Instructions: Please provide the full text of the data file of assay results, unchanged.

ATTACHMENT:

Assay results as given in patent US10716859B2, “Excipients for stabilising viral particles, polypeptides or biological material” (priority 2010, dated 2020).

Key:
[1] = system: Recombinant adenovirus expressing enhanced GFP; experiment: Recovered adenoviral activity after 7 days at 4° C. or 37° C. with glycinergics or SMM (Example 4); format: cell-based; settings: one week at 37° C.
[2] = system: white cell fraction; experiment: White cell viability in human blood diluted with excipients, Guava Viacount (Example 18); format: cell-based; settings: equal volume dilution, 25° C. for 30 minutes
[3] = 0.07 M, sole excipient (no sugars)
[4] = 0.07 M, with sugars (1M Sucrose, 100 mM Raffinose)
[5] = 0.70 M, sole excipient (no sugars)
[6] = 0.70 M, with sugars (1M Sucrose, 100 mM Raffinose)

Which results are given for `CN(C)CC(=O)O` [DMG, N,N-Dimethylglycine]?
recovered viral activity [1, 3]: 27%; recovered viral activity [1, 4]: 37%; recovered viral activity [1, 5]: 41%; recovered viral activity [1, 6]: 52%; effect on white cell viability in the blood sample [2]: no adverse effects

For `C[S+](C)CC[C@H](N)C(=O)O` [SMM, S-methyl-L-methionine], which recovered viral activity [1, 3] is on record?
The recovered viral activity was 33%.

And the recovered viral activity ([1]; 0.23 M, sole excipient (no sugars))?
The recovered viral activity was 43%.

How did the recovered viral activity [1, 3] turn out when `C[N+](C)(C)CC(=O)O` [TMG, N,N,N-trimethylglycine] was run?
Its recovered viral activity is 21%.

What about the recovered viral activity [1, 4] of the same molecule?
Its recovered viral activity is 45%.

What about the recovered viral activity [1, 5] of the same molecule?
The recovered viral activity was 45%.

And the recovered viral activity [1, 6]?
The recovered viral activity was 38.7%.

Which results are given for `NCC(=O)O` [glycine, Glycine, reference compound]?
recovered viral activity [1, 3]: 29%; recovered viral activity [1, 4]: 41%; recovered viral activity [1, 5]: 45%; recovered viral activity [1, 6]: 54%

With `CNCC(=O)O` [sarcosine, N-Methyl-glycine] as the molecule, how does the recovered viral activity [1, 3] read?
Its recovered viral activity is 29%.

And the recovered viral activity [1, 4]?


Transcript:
Assay results as given in patent US10716859B2, “Excipients for stabilising viral particles, polypeptides or biological material” (priority 2010, dated 2020).

Key:
[1] = system: Recombinant adenovirus expressing enhanced GFP; experiment: Recovered adenoviral activity after 7 days at 4° C. or 37° C. with glycinergics or SMM (Example 4); format: cell-based; settings: one week at 37° C.
[2] = system: white cell fraction; experiment: White cell viability in human blood diluted with excipients, Guava Viacount (Example 18); format: cell-based; settings: equal volume dilution, 25° C. for 30 minutes
[3] = 0.07 M, sole excipient (no sugars)
[4] = 0.07 M, with sugars (1M Sucrose, 100 mM Raffinose)
[5] = 0.70 M, sole excipient (no sugars)
[6] = 0.70 M, with sugars (1M Sucrose, 100 mM Raffinose)

Which results are given for `CN(C)CC(=O)O` [DMG, N,N-Dimethylglycine]?
recovered viral activity [1, 3]: 27%; recovered viral activity [1, 4]: 37%; recovered viral activity [1, 5]: 41%; recovered viral activity [1, 6]: 52%; effect on white cell viability in the blood sample [2]: no adverse effects

For `C[S+](C)CC[C@H](N)C(=O)O` [SMM, S-methyl-L-methionine], which recovered viral activity [1, 3] is on record?
The recovered viral activity was 33%.

And the recovered viral activity ([1]; 0.23 M, sole excipient (no sugars))?
The recovered viral activity was 43%.

How did the recovered viral activity [1, 3] turn out when `C[N+](C)(C)CC(=O)O` [TMG, N,N,N-trimethylglycine] was run?
Its recovered viral activity is 21%.

What about the recovered viral activity [1, 4] of the same molecule?
Its recovered viral activity is 45%.

What about the recovered viral activity [1, 5] of the same molecule?
The recovered viral activity was 45%.

And the recovered viral activity [1, 6]?
The recovered viral activity was 38.7%.

Which results are given for `NCC(=O)O` [glycine, Glycine, reference compound]?
recovered viral activity [1, 3]: 29%; recovered viral activity [1, 4]: 41%; recovered viral activity [1, 5]: 45%; recovered viral activity [1, 6]: 54%

With `CNCC(=O)O` [sarcosine, N-Methyl-glycine] as the molecule, how does the recovered viral activity [1, 3] read?
Its recovered viral activity is 29%.

And the recovered viral activity [1, 4]?